Mobile apps offer a measurable and direct way for governments to engage, transact and deliver services to the public. I speak with Alex Knight from BCIT on the value of government mobile apps for constituents, including emergency scenarios.
The City of Richmond, British Columbia, launches Metro Grove, 14 Oranges’ mobile-first app service for managing field workers. Part of Richmond’s innovative Digital Strategy, the app will drive increased inspection efficiency making for a more business friendly and smarter city.
The City of Richmond has launched a new mobile app to increase the efficiency of its building inspectors. The mobile application, based on the Metro Grove Mobile Workforce Management Service provided by Richmond-based 14 Oranges, allows inspectors to perform and file an inspection from their smartphone instead of the current mixture of paper and interactive voice response (IVR) based systems.
The new app is part of a broad initiative rooted in Richmond’s innovative Digital Strategy, which was approved by City Council in 2015. The goal of the strategy is to integrate the Cities’ systems using a middleware approach, dubbed the Digital Nervous Ecosystem and enhance customer service and improve efficiency through the use of new digital technology. This application is one of a part of a series of initiatives that will help improve the way the City of Richmond meets the needs of the public and businesses operating in the City.
The app provides a simple, straightforward way for Richmond’s building inspectors to view their respective inspection task list for the day on their smartphone of choice and input, post, and synchronize their results and comments to the existing inspection management system. This app simplifies the current approach of handwriting inspection results in the field that in-office clerks input later or navigating IVR trees to feed the information back into the City.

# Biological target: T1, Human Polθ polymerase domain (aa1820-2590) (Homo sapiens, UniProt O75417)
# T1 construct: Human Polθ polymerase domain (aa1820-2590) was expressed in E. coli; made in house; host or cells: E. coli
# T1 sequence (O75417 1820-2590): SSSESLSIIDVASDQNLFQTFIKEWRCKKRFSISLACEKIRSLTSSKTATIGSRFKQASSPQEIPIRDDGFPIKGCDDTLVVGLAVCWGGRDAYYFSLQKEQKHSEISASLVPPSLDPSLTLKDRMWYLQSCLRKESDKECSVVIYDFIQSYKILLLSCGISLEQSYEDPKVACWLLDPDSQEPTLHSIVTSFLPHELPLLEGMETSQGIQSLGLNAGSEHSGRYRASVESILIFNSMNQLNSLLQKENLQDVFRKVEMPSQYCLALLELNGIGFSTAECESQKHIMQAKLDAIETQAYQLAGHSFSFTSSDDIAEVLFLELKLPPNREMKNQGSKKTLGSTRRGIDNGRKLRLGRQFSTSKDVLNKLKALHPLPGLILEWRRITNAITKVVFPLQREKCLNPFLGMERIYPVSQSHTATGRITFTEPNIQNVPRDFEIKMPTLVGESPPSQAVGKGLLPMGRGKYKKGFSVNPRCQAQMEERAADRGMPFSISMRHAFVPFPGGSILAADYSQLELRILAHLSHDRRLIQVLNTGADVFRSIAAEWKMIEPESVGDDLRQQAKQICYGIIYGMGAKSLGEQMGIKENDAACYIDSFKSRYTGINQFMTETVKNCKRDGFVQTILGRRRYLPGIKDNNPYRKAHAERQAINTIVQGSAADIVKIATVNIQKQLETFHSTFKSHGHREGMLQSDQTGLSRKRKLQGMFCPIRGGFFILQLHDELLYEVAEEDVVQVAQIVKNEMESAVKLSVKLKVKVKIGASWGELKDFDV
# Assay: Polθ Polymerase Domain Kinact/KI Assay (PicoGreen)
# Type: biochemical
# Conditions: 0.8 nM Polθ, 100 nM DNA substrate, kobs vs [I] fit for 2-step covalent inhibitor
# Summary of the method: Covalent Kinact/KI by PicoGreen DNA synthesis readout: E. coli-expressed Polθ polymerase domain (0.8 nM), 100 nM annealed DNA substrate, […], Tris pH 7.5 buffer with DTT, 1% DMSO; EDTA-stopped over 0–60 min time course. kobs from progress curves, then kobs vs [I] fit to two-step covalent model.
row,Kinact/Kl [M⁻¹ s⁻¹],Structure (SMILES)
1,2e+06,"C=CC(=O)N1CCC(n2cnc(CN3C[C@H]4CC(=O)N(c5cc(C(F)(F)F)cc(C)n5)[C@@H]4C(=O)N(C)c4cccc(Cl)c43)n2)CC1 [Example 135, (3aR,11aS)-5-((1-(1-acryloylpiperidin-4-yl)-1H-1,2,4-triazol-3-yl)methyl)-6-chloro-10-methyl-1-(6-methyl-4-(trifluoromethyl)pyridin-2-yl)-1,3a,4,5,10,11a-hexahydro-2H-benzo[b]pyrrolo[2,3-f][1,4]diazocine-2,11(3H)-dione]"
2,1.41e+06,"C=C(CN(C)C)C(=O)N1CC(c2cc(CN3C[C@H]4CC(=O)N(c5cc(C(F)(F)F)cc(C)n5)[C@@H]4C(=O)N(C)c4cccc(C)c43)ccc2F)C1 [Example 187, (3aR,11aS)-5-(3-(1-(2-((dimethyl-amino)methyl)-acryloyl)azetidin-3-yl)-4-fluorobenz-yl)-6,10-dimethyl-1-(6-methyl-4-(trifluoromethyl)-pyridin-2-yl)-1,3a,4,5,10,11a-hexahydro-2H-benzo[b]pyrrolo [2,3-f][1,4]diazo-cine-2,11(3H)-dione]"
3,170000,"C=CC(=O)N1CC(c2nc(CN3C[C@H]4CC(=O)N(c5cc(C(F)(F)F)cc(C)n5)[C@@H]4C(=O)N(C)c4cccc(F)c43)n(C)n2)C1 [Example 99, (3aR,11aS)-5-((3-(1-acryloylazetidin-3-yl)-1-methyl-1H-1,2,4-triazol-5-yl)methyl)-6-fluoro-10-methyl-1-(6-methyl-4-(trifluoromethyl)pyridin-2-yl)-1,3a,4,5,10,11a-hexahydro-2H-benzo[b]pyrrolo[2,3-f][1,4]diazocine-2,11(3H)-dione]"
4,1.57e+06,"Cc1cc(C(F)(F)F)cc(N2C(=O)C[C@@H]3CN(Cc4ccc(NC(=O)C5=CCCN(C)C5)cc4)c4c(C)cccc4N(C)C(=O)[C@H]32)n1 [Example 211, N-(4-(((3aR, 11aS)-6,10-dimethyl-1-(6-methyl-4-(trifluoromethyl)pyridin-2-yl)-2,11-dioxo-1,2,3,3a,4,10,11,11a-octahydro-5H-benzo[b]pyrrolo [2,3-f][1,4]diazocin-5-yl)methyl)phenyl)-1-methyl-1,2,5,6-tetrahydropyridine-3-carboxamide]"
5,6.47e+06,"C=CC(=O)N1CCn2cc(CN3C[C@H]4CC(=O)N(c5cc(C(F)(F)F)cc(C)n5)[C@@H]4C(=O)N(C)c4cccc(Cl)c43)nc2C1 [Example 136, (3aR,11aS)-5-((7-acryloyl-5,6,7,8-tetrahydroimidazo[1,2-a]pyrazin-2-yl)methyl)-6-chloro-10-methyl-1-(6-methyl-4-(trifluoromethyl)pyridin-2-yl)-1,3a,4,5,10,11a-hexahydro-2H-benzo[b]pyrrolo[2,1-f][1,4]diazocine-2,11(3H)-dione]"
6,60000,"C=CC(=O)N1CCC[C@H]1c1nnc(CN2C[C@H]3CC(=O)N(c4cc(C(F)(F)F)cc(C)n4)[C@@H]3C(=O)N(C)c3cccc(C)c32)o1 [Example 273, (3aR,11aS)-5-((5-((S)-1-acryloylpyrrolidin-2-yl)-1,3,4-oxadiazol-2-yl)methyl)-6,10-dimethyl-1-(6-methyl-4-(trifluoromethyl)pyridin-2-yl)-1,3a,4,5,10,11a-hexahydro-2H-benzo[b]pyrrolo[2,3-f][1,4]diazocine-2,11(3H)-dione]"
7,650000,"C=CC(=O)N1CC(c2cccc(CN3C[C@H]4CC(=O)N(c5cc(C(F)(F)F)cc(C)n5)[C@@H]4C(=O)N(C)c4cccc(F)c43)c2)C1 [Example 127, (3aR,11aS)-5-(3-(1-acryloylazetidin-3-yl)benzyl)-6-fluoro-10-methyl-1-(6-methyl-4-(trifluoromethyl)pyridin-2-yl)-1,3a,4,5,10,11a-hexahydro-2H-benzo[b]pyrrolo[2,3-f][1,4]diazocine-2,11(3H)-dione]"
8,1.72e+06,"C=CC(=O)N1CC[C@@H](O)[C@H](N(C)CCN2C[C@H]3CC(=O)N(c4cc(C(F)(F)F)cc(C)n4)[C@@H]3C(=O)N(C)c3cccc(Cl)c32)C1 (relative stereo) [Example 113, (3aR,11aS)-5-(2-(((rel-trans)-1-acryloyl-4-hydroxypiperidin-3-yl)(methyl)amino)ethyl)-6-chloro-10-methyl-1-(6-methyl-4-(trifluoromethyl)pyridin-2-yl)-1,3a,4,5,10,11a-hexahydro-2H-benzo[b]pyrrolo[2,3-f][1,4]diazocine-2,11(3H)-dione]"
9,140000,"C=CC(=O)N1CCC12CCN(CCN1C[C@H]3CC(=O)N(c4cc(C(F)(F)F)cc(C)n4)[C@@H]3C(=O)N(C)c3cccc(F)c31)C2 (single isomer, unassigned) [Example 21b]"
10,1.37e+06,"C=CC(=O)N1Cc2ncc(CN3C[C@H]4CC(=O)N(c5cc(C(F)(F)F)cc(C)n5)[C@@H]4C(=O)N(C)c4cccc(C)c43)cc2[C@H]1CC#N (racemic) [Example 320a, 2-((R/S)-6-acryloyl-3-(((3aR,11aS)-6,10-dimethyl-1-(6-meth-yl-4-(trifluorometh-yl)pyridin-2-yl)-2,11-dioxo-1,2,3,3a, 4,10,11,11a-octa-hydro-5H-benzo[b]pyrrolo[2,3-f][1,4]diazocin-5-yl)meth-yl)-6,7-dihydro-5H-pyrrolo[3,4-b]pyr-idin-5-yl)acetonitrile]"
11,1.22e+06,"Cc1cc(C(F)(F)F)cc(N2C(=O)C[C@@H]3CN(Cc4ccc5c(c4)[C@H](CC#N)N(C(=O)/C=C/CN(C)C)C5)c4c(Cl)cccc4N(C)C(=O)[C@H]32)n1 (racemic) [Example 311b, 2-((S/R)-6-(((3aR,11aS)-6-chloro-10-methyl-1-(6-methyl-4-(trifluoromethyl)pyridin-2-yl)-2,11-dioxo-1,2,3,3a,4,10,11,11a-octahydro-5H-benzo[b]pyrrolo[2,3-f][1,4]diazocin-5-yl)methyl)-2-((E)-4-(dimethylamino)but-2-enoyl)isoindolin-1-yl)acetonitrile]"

“Contractors and trades will be able to get almost instantaneous feedback of the inspection results and remediate any reported deficiencies sooner,” said Malcolm Brodie, the Mayor of the City of Richmond, “Overall, this enhances the customer experience and satisfaction, demonstrating that Richmond is a business-friendly city.”
The smartphone technology, developed against the 14 Oranges (http://www.14oranges.com) Metro Grove Mobile Workforce Management Service, delivers a persistent and stable connection to the legacy backend systems for data retrieval and updates enabled by Richmond’s Information Technology Department. As well, the mobile platform provides easy and uncluttered navigation between screens. This enables the inspectors to complete their assignments quickly and efficiently.
About the City of Richmond
The City of Richmond is BC’s fourth largest municipality with a vision “to be the most appealing, livable and well-managed community in Canada.” An Official Venue City of the 2010 Olympic Winter Games, Richmond is internationally acclaimed for its cultural diversity, healthy lifestyles, and natural environment. Home for Vancouver International Airport, deep sea port facilities, and the Canada Line, Richmond is a global centre for transportation, trade and distribution. The City of Richmond has received numerous provincial, national and international accolades for innovation and excellence in service delivery and local government administration.